While the campaign team for Donald Trump may dismiss the continuing allegations that the Russian Federation played some role in his rise to presidential office, Moscow’s favourable attitude towards the real estate tycoon cannot be doubted. At least for now. Hillary Clinton and her supporters have a point when they highlight the claims in their post-election apologias, however exaggerated some of the rumours may be. Though, admittedly, whining about foreign interference in the contest shouldn’t detract from her abysmal performance in the race for the White House (even if it is somewhat ameliorated by her huge margins in the popular vote). Of course the average internet user, either in the United States or using American-based servers, was unaware of the covert events taking place in the weeks leading up to the polls as an electronic pro-Trump insurgency was waged across the world wide web.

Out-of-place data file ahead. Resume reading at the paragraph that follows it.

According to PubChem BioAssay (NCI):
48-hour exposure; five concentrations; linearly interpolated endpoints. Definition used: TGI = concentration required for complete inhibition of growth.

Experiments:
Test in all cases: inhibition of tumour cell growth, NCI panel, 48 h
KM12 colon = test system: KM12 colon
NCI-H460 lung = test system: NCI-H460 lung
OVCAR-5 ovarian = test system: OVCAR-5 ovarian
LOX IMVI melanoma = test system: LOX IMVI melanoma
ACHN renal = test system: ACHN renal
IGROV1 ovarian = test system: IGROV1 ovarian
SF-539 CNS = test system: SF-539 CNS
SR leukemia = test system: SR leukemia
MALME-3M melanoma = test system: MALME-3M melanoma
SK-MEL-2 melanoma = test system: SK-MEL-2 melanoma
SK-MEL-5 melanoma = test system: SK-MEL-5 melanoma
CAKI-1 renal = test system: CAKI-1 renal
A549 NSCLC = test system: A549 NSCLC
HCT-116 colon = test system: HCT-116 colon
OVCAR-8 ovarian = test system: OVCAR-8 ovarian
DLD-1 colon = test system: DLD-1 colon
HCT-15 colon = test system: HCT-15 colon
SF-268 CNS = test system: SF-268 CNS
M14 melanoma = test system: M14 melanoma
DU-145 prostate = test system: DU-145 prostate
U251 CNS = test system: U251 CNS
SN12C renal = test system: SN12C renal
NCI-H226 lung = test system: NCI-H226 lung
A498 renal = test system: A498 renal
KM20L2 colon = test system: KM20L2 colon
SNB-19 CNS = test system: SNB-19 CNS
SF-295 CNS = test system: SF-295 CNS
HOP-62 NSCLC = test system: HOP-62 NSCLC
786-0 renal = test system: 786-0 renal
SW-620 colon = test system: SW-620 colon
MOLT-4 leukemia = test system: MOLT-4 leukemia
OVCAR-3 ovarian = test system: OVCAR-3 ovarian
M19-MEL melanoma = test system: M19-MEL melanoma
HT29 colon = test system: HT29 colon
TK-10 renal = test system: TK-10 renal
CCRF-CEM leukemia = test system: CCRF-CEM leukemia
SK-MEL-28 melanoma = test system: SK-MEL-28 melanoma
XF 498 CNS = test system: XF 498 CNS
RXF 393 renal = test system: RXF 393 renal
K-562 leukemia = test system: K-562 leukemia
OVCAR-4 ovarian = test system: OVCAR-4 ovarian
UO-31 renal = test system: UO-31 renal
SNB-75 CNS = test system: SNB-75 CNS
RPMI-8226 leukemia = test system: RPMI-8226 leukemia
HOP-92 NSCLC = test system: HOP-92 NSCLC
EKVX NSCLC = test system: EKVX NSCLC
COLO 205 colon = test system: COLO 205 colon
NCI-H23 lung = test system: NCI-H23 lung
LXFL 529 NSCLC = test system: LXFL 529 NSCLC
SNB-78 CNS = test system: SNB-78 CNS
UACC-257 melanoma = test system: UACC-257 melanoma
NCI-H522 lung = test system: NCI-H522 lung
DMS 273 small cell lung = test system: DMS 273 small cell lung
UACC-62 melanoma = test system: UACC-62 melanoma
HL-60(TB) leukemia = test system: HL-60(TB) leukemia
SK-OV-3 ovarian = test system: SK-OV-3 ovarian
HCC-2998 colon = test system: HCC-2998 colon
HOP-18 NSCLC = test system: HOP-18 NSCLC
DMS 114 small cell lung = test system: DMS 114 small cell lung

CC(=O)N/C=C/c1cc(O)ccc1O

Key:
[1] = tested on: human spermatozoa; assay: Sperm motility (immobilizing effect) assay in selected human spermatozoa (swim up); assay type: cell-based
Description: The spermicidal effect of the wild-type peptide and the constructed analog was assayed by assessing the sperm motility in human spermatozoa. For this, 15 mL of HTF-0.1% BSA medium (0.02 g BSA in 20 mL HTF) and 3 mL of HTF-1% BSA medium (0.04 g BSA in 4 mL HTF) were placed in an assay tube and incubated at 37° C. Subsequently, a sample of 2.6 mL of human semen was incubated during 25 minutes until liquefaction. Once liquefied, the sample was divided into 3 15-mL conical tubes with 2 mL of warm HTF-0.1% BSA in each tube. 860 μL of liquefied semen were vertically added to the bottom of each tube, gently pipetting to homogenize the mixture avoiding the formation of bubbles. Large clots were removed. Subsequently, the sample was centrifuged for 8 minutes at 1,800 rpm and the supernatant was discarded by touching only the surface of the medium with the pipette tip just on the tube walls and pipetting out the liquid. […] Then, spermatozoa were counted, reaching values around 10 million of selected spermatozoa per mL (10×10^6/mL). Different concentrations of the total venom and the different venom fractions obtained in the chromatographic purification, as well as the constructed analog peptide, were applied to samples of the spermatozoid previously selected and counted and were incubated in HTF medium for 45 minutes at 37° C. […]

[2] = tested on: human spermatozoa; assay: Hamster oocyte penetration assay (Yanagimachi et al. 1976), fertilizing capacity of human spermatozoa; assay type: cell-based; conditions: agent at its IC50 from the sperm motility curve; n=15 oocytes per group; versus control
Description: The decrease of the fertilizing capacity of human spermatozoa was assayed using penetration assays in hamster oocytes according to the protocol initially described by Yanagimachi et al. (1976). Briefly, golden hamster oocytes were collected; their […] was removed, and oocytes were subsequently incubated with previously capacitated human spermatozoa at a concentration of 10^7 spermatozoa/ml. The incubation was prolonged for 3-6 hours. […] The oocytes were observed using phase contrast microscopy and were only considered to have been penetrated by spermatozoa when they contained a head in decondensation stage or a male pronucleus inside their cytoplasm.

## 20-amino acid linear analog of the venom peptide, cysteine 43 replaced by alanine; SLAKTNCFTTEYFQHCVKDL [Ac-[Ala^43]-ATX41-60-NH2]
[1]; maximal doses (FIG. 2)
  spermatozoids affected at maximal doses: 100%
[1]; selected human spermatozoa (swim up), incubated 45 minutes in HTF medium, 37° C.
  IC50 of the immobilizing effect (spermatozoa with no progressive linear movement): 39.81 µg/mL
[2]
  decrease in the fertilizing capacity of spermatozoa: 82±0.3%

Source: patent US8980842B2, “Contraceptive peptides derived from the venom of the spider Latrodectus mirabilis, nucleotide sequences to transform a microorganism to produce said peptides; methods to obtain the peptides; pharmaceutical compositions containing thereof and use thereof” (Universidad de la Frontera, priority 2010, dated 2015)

Even An Sionnach Fionn, an Irish republican website, was caught up on the edges of the cyber-canvassing. One of the odder anomalies to emerge from my internet statistics and analytics in the days before the election is featured below. Notice how Google reads the language of the device visiting my website as, “Secret.google.com You are invited! Enter only with this ticket URL. Copy it. Vote for Trump!“. This aligns up with the location of a repeat visitor from the same period in St. Petersburg, Russia, linking further back to a communications’ service provider in the city, Comfortel Ltd., situated on Detskiy Street. The company, via the website comfotel.pro, works with businesses and individuals in the region. Its offices are a forty minute drive from the four-story building at 55 Savushkina Street which formerly housed some of Russia’s infamous, state-sponsored internet commentators and trolls. However in this case the culprit seems to be one Vitaly Popov, a notorious and web-ingenious Russian spammer. I must admit to having more than a little admiration for his tech-savvy abilities. Where are the Fenian hackers?